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15 May 2014

The conscientious objection debate

Writing on RH Reality Check, Joyce Arthur and Christian Fiala make an impassioned case for 'Why We Need to Ban "Conscientious Objection" in Reproductive Health Care.'

Their article begins:

‘Do health-care professionals have the right to refuse to provide abortions or contraception based on their “conscientious objection” to these services? Many pro-choice activists would retort, “No way! If you can’t do your job, quit and find another career!” We agree with them, and have detailed why in our new paper, ”‘Dishonourable Disobedience’: Why Refusal to Treat In Reproductive Healthcare Is Not Conscientious Objection.”

‘Reproductive health care is the only field in medicine where freedom of conscience is accepted as an argument to limit a patient‘s right to a legal medical treatment. It is the only example where the otherwise accepted standard of evidence-based medicine is overruled by faith-based actions. We argue in our paper that the exercise of conscientious objection (CO) is a violation of medical ethics because it allows health-care professionals to abuse their position of trust and authority by imposing their personal beliefs on patients. Physicians have a monopoly on the practice of medicine, with patients completely reliant on them for essential health care. Moreover, doctors have chosen a profession that fulfills a public trust, making them duty-bound to provide care without discrimination. This makes CO an arrogant paternalism, with doctors exerting power over their dependent patients—a throwback to the obsolete era of “doctor knows best”...’

The debate about the use (and abuse) of CO in reproductive healthcare is a long-running one. Arthur and Fiala argue that ‘Unfortunately, a global consensus seems to have emerged among (pro-choice) medical professionals that clinicians do indeed have a right to deny reproductive health care that they personally disagree with,’ and cite as a recent example a special supplement called “Conscientious Objection to the Provision of Reproductive Healthcare,” published by the International Journal of Gynecology and Obstetrics (IJGO) in December.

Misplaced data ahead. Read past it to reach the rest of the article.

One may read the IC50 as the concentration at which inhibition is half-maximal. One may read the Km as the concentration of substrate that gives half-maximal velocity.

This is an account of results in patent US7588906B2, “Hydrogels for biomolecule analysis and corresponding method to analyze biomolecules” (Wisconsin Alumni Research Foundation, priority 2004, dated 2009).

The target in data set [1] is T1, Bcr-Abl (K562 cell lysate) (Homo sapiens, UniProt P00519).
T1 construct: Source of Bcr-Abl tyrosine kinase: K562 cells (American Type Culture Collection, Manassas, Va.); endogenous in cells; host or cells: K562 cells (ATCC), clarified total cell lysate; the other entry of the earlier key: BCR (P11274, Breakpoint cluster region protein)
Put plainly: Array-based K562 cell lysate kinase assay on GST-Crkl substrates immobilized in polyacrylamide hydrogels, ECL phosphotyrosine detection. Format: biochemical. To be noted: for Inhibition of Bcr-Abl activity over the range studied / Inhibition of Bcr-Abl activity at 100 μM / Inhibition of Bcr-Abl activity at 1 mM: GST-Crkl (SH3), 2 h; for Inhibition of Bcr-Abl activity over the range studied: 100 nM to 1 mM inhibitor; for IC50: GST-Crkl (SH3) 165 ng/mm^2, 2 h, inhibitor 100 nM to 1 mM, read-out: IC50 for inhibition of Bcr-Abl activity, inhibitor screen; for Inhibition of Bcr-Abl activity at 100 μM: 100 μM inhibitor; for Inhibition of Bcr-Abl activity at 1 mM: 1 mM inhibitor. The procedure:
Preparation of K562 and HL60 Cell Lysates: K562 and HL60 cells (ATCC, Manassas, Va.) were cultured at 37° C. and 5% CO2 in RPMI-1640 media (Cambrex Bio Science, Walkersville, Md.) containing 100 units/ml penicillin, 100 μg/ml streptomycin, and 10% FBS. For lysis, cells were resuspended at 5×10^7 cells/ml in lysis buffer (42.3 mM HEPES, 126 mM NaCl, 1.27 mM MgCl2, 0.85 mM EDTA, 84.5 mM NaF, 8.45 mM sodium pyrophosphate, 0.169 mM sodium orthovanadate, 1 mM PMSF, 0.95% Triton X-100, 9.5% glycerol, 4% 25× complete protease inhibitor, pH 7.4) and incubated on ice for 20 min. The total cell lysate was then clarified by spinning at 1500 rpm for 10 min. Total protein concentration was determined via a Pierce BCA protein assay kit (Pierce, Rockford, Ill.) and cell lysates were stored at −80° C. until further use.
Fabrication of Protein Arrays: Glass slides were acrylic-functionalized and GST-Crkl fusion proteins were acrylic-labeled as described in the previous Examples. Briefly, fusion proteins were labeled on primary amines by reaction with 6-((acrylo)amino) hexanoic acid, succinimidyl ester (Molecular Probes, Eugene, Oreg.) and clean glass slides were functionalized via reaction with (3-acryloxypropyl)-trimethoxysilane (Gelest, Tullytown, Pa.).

Arthur and Fiala argue, in contrast to this consensus, that attempts to evoke CO can result in a systematic denial of care to patients, and in many cases is not a genuine conscience-based objection:

‘As our article documents, the obligation to refer is systematically ignored or abused. Many, if not most, anti-choice doctors cannot be trusted to refer because they feel this still makes them “complicit.” Also, their idea of “accurate” information on abortion or contraception may bear little relation to the actual evidence and too often strays into ideology and moral judgment. In terms of emergency care, some anti-choice doctors will let women die rather than do an abortion, regardless of the law or any CO requirements, as has occurred in Poland, Ireland, and elsewhere. Since doctors will express different opinions about a particular woman’s risk of death anyway, it’s easy for doctors to refuse treatment and deny culpability if something goes wrong.